According to Pope Francis, in a recent speech about the Charlie Hebdo events in Paris, “Violence is always the product of a falsification of religion, its use a pretext for ideological schemes whose only goal is power over others.”
The media have reported the Pope’s speech as yet another instance of a world leader speaking out against Islamic extremism. While it was that, it was also something rather more interesting, namely an implied repudiation of large chunks of the history of the Catholic Church. After all, the institution has an infamous record of visiting violence on people in the name of God. Didn’t the hostility of Islam toward the West start as a response to the Crusades? And how about the Holy Inquisition? How about the Church’s sorry “human rights” record in dealing with the natives in Central America and elsewhere?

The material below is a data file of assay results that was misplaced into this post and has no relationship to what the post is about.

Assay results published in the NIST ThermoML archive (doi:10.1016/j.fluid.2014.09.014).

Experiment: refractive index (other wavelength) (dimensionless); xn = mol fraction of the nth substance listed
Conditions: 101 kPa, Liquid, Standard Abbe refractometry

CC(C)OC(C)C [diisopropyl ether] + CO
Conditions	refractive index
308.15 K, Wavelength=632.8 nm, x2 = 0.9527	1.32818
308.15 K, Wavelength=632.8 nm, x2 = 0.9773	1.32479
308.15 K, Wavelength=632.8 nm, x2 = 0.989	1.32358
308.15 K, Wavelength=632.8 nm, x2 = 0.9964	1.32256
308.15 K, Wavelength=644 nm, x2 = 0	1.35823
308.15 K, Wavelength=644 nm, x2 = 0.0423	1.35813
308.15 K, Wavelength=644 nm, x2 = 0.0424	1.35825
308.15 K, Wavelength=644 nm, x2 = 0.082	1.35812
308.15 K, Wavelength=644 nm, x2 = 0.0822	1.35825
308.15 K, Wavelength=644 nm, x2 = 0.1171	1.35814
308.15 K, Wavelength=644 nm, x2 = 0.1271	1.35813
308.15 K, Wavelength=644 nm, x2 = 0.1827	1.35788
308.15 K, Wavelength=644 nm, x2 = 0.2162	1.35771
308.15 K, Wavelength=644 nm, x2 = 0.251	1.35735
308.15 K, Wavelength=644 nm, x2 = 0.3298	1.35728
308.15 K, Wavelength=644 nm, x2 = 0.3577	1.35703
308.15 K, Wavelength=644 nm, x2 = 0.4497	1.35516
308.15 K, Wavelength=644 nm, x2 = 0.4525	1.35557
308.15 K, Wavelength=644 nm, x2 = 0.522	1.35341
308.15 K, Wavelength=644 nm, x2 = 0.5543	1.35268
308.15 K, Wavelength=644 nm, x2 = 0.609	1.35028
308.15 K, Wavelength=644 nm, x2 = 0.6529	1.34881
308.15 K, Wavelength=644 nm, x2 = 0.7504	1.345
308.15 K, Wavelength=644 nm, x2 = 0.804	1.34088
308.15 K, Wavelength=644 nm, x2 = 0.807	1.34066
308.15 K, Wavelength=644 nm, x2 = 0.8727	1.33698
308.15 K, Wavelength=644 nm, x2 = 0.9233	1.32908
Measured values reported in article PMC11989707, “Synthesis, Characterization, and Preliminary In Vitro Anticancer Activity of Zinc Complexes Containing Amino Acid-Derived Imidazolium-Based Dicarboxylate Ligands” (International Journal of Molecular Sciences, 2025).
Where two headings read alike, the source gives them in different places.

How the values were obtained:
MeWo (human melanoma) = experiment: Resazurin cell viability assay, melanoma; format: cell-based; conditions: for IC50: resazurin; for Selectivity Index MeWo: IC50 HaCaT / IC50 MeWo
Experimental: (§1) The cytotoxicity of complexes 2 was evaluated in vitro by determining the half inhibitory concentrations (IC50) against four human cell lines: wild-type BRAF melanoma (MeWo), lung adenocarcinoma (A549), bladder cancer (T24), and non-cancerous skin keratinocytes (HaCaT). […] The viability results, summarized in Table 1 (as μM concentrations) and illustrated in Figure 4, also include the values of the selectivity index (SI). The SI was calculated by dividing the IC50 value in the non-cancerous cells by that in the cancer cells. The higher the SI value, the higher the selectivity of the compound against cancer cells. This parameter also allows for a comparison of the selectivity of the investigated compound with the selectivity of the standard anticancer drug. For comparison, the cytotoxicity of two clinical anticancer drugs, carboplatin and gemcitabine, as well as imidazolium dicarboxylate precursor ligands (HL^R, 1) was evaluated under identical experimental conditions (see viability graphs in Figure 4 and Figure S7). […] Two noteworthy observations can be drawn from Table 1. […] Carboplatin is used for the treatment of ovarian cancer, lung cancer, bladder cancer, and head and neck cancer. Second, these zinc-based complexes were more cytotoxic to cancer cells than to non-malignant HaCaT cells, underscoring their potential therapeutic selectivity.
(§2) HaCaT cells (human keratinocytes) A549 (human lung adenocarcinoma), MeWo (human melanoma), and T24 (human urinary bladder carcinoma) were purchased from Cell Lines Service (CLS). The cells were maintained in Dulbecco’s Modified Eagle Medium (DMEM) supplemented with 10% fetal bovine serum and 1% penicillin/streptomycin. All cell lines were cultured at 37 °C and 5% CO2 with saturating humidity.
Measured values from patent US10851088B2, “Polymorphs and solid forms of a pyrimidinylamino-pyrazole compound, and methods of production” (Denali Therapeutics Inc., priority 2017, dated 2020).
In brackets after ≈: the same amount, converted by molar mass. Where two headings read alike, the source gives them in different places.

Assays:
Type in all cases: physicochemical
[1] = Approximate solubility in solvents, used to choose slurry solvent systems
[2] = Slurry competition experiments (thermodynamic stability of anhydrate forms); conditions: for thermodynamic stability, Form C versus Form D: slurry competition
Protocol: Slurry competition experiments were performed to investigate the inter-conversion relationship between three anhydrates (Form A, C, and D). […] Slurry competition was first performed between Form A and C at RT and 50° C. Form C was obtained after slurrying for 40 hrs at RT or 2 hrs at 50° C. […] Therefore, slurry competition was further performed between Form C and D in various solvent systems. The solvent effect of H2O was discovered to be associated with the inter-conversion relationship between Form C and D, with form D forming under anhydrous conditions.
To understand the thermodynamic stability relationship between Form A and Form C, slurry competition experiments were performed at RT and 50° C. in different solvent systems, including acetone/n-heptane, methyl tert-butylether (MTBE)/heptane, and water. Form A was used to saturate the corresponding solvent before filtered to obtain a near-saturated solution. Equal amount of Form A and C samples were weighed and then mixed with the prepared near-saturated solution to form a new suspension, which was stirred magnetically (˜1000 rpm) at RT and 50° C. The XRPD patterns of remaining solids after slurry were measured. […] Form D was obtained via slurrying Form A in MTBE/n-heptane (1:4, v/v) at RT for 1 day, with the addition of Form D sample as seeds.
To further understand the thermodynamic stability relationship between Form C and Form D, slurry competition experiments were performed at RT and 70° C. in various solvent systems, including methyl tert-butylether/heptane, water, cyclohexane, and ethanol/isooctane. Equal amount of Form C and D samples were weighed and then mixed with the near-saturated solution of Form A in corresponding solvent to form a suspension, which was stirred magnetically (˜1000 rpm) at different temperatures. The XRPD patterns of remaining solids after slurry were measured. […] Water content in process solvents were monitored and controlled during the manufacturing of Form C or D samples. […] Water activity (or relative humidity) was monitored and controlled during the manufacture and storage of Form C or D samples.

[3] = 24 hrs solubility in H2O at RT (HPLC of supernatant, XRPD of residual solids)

Pope Francis strikes me as too smart a man to be oblivious to the implications of his speech in relation to the institution of which he is a part. If I am right about that, we may be seeing a radically different and arguably more attractive Catholic Church in the making under his leadership.